What is to become of the old Veterans' Home?


This Fall the new veterans’ home will open in Bristol. The 2016 referendum added another $27 million to the $94 million approved in 2012 for a total cost of $121 million. Initially, the bond referendum recited that the proceeds would be used to build a 225 bed facility (now scaled down to 208 beds) along with funds to renovate the original facility in order to turn it into a space for veteran’s spouses, a veterans recreation area, and provide a home for homeless veterans. Additionally, the referendum promised a 75 bed assisted living facility for veterans.

Certainly, the price for the new construction was boosted by new guidelines from the federal government. Yet, questions need to be answered on the present project. What funds were allocated to the demands required by the federal government as opposed to the jacking up of the price, if any, by the contractors and Gilbane? Secondly, what happened to the assisted living and renovation portions of the bond for the uses stated in the referendum? It appears that all the money is going solely to the construction and demolition of the existing home. At least 2 studies were done that supported the renovation of the so-called North and South building. No contrary “report” has been made public. State money recently was poured into making a wonderful recreational spot with garden views, a $500,000 paint job, etc. It seems awfully wasteful to now demolish the original building without a careful vetting of all the alleged studies performed. As of April 25, Gilbane’s website still lists a 20,000 foot renovation project on the present home.

While, no doubt, some areas may not be suited for living quarters, where are the studies which were the basis for the renovation “ask” in the referendum bonds? My concern is that these were needs that lured voters to give the approval for the project, yet seem to have been tossed aside. I just don’t like government luring people with promises and then unilaterally dismissing voters' reasons for the support. Query whether the assisted living facility, spouses' residence, a place for homeless veterans, etc. have been jettisoned because of uncontrolled cost run-ups which are being covered up?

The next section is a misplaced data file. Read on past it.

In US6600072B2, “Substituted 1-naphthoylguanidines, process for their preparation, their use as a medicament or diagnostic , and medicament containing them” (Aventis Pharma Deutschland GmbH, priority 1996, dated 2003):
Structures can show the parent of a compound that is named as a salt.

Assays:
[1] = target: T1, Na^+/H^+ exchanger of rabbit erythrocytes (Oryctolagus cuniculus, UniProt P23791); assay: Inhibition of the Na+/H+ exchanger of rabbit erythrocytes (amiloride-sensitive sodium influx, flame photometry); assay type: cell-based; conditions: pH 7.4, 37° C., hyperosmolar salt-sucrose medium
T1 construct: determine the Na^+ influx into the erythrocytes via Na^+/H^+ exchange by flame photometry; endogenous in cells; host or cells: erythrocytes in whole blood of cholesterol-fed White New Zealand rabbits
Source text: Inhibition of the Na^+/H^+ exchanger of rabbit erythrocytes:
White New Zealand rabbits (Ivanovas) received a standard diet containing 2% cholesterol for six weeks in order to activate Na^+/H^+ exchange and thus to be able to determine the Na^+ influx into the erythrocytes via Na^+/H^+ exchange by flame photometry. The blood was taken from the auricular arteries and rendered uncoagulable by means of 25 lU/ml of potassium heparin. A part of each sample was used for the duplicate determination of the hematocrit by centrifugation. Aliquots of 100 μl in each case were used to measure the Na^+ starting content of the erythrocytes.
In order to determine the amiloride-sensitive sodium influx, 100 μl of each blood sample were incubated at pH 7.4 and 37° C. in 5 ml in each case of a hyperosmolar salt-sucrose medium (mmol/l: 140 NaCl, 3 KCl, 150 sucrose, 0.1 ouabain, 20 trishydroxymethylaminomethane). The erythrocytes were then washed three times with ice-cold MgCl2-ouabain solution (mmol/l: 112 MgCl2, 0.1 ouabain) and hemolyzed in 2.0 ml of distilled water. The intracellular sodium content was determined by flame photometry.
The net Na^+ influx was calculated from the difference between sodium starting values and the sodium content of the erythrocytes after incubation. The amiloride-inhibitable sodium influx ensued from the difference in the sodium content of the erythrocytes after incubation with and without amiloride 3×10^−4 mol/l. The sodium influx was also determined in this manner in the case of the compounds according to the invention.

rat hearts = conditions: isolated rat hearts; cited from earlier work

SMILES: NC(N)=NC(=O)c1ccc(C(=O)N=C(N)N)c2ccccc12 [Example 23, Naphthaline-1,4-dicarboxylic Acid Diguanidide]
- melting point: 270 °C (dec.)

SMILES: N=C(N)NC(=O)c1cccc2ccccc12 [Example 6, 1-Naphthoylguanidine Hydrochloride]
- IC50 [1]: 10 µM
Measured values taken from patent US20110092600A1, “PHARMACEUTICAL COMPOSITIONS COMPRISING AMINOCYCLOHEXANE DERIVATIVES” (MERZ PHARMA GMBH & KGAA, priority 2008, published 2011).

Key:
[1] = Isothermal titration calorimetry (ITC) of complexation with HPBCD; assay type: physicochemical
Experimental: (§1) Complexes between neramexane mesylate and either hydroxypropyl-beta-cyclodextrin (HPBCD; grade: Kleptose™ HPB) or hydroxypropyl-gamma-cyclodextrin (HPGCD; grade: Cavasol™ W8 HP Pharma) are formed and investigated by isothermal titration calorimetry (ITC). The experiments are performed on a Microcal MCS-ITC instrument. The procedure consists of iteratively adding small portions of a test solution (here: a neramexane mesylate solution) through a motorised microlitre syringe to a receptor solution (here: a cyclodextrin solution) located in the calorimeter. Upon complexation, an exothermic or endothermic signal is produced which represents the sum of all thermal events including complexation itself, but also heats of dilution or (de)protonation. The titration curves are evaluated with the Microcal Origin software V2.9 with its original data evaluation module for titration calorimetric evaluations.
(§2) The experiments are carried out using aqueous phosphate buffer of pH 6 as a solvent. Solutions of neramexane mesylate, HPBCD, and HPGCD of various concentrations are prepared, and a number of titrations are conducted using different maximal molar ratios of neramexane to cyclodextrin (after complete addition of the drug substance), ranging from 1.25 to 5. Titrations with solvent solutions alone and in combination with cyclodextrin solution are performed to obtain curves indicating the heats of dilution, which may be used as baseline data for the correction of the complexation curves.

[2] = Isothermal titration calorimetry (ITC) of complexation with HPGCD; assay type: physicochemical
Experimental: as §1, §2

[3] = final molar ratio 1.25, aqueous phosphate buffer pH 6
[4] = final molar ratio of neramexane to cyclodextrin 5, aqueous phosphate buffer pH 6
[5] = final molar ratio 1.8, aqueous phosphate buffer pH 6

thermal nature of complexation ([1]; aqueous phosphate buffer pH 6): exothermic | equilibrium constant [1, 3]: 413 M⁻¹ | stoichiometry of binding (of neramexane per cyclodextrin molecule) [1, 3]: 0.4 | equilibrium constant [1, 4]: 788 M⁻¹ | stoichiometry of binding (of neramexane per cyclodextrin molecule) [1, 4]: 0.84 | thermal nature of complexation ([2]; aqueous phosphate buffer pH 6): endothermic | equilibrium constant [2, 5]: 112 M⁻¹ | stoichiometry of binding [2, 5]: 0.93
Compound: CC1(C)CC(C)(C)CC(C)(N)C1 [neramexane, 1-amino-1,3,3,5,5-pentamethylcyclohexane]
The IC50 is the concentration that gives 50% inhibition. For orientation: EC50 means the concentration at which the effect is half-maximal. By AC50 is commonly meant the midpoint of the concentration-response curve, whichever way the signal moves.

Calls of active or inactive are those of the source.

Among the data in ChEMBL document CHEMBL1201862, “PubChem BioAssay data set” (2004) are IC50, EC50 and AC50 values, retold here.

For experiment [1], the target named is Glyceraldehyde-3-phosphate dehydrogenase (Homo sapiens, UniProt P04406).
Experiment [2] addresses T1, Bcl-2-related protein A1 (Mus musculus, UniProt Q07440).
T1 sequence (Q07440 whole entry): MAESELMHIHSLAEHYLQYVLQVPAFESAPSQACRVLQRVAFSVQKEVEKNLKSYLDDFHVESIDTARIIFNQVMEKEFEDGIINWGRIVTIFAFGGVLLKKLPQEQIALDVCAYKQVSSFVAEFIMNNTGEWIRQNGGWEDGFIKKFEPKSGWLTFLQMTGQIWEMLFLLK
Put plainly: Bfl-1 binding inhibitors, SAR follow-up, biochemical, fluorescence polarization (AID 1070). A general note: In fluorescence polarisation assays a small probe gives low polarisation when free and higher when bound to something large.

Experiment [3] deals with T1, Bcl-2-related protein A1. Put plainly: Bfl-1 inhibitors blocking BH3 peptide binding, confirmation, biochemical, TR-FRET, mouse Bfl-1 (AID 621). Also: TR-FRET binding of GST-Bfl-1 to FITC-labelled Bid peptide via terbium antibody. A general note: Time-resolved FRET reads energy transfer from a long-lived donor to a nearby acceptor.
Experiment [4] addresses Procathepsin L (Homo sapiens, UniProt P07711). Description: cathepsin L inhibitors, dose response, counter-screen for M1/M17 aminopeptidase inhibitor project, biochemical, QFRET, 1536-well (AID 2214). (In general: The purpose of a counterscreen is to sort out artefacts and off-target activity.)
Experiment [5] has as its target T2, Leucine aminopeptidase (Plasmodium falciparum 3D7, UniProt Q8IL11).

The veterans deserve nothing but the best, but an audit should ensue as to why the facility cut beds yet costs nonetheless rose so dramatically that the other two-thirds of the original reasons for the bond are scrapped.

Before the bulldozers erase the “evidence” of what could be done with perfectly good sections of the existing home doesn’t the public deserve an explanation? Perhaps a private company might want to purchase the present building since the rooms each have a toilet facility and sink with communal showers (not unlike a lot of nursing homes) and the state could sell it.

In the happiness of giving veterans a fine home the public should not lose sight of demanding accountability as to how the money was spent and what happened to the other projects that led voters to support the referendums.

It’s time for answers before the original home is demolished. Join me in demanding an audit now and for release of all studies that supported the original referendum proposals and any rebuttal of the promised renovations.

Arlene Violet is an attorney and former Rhode Island Attorney General.

Arlene Violet


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